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Brookline Cuts Off Tobacco, Vaping Sales To People Born After Jan. 1, 2000

BROOKLINE (CBS) - A newly implemented ordinance in Brookline aims to take on tobacco and vaping - simply by not adding to the problem.

"It's a gradual approach to solving a problem most of us agree is a big problem," said family law professor and co-sponsor Kate Silbaugh.

As of this fall, there legally cannot be new users. No one born after January 1, 2000 will ever be allowed to buy tobacco products in Brookline.

"[The tobacco industry is] always trying to figure out how to get new users and particularly target people who are vulnerable - either by age or understanding of the damages," said co-sponsor Anthony Ishak, who lives in Brookline and works as a pharmacist.

The ordinance does not affect existing users or business.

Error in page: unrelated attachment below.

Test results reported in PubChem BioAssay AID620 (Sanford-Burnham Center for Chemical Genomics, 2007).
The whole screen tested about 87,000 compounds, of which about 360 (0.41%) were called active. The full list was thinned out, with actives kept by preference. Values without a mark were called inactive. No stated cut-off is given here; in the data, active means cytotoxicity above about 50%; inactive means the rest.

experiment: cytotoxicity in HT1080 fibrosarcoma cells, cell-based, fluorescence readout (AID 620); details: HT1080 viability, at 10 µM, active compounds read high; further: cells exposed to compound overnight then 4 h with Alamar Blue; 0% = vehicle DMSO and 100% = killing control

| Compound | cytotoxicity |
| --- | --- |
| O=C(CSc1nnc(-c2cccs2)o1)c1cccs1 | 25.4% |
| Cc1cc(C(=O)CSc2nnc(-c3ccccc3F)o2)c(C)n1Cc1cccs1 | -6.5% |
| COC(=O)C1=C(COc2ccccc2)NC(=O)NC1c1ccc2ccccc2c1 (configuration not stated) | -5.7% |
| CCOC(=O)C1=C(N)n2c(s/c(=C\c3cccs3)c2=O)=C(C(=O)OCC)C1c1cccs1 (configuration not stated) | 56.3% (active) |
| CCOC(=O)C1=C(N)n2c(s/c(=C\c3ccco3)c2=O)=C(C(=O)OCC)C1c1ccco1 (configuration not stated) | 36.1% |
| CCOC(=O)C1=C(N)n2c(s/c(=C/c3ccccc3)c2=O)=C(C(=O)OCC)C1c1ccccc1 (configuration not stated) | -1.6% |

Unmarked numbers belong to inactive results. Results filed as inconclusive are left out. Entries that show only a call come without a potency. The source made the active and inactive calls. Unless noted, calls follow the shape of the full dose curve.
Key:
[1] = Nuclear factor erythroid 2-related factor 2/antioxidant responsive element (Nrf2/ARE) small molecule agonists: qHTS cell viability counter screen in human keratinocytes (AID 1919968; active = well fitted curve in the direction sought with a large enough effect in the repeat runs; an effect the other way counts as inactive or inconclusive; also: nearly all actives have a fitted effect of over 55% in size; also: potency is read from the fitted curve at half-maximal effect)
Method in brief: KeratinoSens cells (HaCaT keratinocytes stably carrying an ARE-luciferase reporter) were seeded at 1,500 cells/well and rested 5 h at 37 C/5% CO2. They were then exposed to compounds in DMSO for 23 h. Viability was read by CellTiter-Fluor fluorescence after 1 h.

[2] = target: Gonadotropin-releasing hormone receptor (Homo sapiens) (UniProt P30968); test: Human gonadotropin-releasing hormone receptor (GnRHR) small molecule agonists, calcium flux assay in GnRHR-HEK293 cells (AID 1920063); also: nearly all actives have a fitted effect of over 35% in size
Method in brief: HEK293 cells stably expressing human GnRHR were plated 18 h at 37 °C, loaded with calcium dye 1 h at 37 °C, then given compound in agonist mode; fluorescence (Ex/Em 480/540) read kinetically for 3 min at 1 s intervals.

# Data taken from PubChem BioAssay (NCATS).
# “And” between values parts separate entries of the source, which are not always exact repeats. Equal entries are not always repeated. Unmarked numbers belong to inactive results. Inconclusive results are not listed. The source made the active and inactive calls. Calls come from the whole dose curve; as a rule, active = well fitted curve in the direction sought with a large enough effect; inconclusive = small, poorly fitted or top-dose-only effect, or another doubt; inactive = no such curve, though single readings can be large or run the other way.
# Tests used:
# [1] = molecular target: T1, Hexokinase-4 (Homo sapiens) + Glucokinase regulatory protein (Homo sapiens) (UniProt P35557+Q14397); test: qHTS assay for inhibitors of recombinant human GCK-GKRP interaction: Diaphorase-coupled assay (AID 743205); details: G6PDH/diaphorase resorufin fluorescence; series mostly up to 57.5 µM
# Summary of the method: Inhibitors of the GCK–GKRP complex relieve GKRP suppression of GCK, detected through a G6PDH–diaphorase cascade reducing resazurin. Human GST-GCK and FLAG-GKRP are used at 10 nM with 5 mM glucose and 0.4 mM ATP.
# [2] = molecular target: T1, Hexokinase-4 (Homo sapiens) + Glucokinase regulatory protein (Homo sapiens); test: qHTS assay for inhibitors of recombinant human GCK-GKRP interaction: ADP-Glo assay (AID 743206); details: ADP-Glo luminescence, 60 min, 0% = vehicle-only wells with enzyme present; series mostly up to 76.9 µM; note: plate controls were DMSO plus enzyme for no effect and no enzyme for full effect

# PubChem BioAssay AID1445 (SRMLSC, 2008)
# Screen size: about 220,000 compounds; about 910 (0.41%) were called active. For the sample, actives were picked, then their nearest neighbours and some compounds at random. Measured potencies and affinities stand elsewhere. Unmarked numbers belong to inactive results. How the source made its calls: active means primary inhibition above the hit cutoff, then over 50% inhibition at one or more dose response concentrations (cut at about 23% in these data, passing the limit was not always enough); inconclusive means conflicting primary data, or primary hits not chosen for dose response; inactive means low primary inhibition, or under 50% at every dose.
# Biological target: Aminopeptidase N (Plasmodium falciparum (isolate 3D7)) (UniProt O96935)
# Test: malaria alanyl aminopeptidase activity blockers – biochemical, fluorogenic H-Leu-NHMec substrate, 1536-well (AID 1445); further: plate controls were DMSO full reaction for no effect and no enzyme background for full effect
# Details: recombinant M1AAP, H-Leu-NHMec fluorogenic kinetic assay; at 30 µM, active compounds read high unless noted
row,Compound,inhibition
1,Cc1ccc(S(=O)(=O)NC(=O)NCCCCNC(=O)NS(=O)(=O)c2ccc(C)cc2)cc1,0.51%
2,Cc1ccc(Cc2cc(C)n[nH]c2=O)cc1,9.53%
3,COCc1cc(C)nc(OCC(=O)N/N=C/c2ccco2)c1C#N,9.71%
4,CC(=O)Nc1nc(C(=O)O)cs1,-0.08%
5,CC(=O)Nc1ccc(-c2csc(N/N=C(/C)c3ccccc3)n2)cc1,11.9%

"It leaves them alone. It says we know you would like to quit. We're not trying to pick on you because we know it's incredibly hard to quit," said Silbaugh.

That's something many young people have already seen firsthand - in older relatives and peers.

"Both of my grandparents smoked their entire life and one of them passed away from lung cancer. It's really hard to quit," said a young Brookline resident.

"Every time somebody tells them, 'hey you need to stop smoking,' it's not that easy. Maybe stopping it from the root is great?" her friend added.

Up the street and anyplace else in Massachusetts, tobacco is legal for adults 21 and older. This parent pointed out a lot of communities would have to follow suit for this to work.

"It does sound a bit draconian. But yeah, with little kids I'd prefer they stay away from tobacco personally. There are enough dangers in the world," the father said.

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